All free-trade negotiations with Taiwan planned for this year have been shelved by “other countries” because of unrest over the cross-strait service trade agreement, Minister of Economic Affairs Chang Chia-juch (張家祝) said yesterday, though he refused to name any specific countries.
Chang told a meeting of the legislature’s Economics Committee that many countries have grown hesitant and indefinitely postponed scheduled talks after the weeks of protest and ongoing controversy over the service trade agreement with China that have gripped the country and, at one point, ground the Legislative Yuan to a halt.
Accused by Democratic Progressive Party (DPP) Legislator Hsiao Bi-khim (蕭美琴) of making threats to scare the public, Chang said that he and the ministry are not at liberty to reveal the names of countries interested in talks with Taiwan.
Chang defended his stance and said that as a Cabinet minister, he would not have made such comments without solid grounds.
He stressed that foreign nations’ concerns over trade deals with Taiwan are not because of the student-led protests against the cross-strait service trade agreement, but are rather a result of the wider controversy over the agreement itself.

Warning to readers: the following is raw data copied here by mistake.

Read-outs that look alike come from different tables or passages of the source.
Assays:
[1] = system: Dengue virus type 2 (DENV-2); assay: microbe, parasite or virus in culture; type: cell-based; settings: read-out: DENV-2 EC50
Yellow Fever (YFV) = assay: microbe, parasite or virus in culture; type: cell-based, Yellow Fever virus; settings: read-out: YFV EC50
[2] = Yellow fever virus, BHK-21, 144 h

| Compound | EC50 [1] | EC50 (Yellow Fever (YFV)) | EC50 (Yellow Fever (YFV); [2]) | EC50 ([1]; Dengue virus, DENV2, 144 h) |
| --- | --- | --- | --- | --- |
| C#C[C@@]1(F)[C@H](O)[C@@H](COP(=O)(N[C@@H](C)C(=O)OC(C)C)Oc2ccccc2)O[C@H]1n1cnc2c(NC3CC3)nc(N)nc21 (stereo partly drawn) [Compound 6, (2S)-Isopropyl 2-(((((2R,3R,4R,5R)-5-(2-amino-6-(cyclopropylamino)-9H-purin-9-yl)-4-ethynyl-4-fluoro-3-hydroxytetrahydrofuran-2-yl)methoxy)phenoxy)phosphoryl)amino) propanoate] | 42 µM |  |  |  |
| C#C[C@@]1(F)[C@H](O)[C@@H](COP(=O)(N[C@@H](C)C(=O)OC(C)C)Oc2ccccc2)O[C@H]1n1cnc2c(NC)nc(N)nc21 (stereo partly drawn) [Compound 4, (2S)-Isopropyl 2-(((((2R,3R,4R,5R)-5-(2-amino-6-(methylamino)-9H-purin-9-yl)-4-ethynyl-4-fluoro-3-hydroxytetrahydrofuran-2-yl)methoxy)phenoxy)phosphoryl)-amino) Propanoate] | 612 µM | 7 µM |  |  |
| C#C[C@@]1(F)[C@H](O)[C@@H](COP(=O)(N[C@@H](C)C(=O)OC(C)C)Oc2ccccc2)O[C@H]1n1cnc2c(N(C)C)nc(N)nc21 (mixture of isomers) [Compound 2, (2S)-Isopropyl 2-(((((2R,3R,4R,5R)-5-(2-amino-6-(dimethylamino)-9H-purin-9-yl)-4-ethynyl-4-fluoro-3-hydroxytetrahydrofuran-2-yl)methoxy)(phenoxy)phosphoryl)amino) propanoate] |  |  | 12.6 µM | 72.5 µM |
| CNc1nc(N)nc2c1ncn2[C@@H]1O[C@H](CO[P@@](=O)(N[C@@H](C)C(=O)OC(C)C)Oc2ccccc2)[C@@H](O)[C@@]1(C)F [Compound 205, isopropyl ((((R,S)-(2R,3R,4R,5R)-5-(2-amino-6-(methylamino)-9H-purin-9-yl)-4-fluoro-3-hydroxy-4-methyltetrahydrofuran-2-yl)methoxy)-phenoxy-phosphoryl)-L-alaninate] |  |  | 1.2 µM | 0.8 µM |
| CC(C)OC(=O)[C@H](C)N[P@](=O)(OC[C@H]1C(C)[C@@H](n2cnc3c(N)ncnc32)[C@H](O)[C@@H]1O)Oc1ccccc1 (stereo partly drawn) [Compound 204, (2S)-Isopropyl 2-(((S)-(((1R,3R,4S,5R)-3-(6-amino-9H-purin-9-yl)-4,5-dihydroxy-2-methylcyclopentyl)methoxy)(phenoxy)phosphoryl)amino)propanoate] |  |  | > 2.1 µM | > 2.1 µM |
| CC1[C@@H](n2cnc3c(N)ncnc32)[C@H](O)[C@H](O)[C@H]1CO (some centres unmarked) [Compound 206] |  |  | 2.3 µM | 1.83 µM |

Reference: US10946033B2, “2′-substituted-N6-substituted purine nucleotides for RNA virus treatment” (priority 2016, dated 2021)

Meanwhile, Chang said it was regrettable that a former US envoy had said the pact with China is not needed for Taiwan to pursue other trade deals.
The Chinese-language Liberty Times (the Taipei Times’ sister newspaper) yesterday published an interview with former American Institute in Taiwan (AIT) director William Stanton, who said that the cross-strait service trade agreement does not relate either directly or indirectly to Taiwan’s chances of entering talks about joining the US-led Trans-Pacific Partnership (TPP).
The comments by Stanton, who was the de facto US representative at the AIT’s Taipei office from 2009 to 2012, contradict President Ma Ying-jeou’s (馬英九) repeated statements that passing the service pact is a necessary first step before Taiwan can join regional trade blocs.
Now the director of the Center for Asia Policy at Taiwan’s National Tsing Hua University, Stanton said the US does not consider the Economic Cooperation Framework Agreement (ECFA) of 2010 or other deals with China to be representative of regular FTAs because the agreements are meant to promote Beijing’s political goals.
Chang said it was “regrettable” that Stanton apparently “does not understand” Taiwan’s economic plight, despite living in the nation for so long.
While the US may not consider the ECFA a necessary step, there are 11 other countries in negotiations to join the TPP which are subject to China’s considerable influence, Chang said during a monthly meeting at the Presidential Office in Taipei.
Washington itself has said Taiwan needs all 12 member states to come to a consensus in order for the nation to participate, he said.
Since China is the biggest or second-biggest trade partner of most of those countries, Taiwan would need to neutralize Beijing’s influence before it could join the TPP or the Regional Comprehensive Economic Partnership (RCEP), Chang said.